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Artist vs. Muse: A Brief Art History Lesson and Secret Wish

January 9, 2011

Musen.)

1. Greek Mythology Any of the nine daughters of Mnemosyne and Zeus, each of whom presided over a different art or science.
2. muse
a. A guiding spirit.
b. A source of inspiration.
I have always found the most interesting stories about artists of the past to be the ones about their relationships with their muses. Of course, there are plenty… There was hardly an artist who wasnt inspired at some point in their career by  love, a lover or an obsession. Maybe because the most  enthralling work is always done by the artist whose muse is a major presence in their life.
 I’m primarily a figure painter, so I’m most moved by work with the human element. Although I am the artist,  I secretly desire to be someone’s muse. I want to inspire and provoke emotion to the point of some truly moving artwork. It sounds pretty absurd, but I guess it’s just the romantic in me. I want nothing more than to be someone’s go-to subject matter, whether for painting, music, poetry, photography… whatever. Lately this secret desire has come more into play because I have a creative beau, but I am learning that being a lover does not automatically make you a muse. Try as I might to be inspiring, I just don’t feel that I have reached muse status. Which I’m ok with, so long as no one else becomes his muse. 😉
I guess the question is whether or not I can be both Artist and Muse. Can I be both the inspired and the Inspirer? Is it asking too much? Maybe…
Heres a look at some of the great Muse/ Artist combos throughout the past….
 
Salvador Dali and Gala

 
Even more interesting than this artists surreal work, was the surreal obsession he had with his wife. She was used countless times in his work, and was said to have been a muse (and lover) for many others at that time including Max Ernst and Andre Breton.
She must have had some spirit to partake in his out-there antics. Theirs was truly a surreal love affair.
 
 
Edward Weston and Tina Modotti
 
Maybe Tina is one of my favorite muses because she lived such a bohemian and romanticized life, but also because she crossed the boundary from Muse to Artist. She was the lover of the Photographer Edward Weston, and furthered his affinity with form and light by posing for him often.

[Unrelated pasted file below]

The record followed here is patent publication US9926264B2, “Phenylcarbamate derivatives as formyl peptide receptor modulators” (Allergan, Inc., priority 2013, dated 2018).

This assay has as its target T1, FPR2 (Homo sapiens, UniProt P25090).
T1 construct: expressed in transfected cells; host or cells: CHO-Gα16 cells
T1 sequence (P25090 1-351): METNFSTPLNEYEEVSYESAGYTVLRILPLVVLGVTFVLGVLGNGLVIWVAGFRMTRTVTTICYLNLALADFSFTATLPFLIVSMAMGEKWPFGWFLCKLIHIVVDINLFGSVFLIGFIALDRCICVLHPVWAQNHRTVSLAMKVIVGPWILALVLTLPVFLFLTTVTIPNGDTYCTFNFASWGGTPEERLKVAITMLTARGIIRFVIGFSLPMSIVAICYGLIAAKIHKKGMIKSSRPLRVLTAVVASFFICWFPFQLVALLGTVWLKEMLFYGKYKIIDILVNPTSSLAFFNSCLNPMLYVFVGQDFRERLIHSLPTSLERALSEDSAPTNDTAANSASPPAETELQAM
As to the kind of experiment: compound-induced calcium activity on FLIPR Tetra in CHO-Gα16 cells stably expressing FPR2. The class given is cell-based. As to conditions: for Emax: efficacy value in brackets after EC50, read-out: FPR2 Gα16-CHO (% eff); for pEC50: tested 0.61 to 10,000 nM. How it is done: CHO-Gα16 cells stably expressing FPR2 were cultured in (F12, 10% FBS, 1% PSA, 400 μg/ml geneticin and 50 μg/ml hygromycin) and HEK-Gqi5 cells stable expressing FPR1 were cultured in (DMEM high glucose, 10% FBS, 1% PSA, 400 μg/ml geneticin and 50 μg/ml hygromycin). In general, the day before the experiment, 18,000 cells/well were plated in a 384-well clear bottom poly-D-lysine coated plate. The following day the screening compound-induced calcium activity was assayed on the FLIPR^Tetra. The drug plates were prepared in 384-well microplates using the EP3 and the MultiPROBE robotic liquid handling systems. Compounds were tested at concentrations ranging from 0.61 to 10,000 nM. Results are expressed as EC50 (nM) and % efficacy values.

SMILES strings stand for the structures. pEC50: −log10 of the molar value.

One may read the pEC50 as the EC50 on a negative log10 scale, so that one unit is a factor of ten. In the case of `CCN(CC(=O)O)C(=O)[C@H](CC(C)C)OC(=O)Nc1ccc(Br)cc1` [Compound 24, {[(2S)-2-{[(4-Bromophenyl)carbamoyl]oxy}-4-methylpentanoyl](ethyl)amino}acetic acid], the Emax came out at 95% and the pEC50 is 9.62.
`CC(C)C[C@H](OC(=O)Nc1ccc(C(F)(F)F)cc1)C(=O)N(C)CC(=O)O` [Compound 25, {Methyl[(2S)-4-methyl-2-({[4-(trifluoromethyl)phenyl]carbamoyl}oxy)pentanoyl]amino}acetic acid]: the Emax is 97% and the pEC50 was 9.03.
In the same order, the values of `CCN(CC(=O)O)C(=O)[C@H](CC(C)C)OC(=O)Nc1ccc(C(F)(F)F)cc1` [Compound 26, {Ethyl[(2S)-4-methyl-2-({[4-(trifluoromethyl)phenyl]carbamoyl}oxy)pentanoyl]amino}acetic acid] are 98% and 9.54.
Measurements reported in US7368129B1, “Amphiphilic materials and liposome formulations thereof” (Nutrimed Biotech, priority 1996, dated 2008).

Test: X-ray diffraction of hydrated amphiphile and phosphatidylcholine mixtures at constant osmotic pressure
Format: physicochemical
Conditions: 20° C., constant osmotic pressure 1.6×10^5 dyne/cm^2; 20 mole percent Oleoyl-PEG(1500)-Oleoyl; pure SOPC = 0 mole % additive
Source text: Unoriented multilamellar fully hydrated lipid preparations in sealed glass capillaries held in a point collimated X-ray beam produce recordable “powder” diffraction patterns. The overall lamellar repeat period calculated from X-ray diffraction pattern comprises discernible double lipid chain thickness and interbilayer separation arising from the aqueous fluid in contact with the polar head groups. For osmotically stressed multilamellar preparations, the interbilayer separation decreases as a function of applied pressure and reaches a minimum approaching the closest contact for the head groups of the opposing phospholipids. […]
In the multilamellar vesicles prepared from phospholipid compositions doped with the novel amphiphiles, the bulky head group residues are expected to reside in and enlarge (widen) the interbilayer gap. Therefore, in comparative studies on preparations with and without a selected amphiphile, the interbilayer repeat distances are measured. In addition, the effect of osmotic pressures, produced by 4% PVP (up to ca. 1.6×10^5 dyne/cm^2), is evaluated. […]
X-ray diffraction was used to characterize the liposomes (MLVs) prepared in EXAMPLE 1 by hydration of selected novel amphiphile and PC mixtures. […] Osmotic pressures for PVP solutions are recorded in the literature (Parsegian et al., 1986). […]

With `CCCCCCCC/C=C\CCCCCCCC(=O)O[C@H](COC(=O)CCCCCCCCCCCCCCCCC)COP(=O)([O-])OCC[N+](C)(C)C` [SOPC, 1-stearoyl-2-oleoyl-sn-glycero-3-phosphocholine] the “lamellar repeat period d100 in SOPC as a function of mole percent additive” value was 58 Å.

But their story is not a flawless tale of two artists, two muses. They immigrated to Mexico together in the 20’s after the Mexican Revolution and the start of the Mexican Art Renaissance.  Tina developed her own eye for photography but also for Politics, particularly the communist party. She became the inspired and gained Mexico as her muse, So Edward returned to the U.S. without his.
 
Jackson Pollock and Lee Krasner
 
 
Sometimes the artist’s muse is more like the rock in his life, cleaning up his messes and focusing him entirely on his work. This was true for Lee Krasner. She and Pollock were both struggling abstract artists when they met, but after their marriage Lee’s work went on the back-burner. Her energy almost completely went into being Mrs. Pollock, and guiding Jackson to his stardom in the 50’s by taking him out of the city and focusing him completely on his paintings.
It didn’t stop Jackson from having a major booze problem, and wandering eye though. He met his end when Lee got tired of his cheating and left for Europe. He got into a car accident while driving drunk with his then lover and her friend. He was later posthumously diagnosed as a bipolar, which had a lot to do with his issues her fought throughout his life. After his death, Lee Krasner put more focus into her own work, and enjoyed some success as an abstract painter after a patient beginning to her life.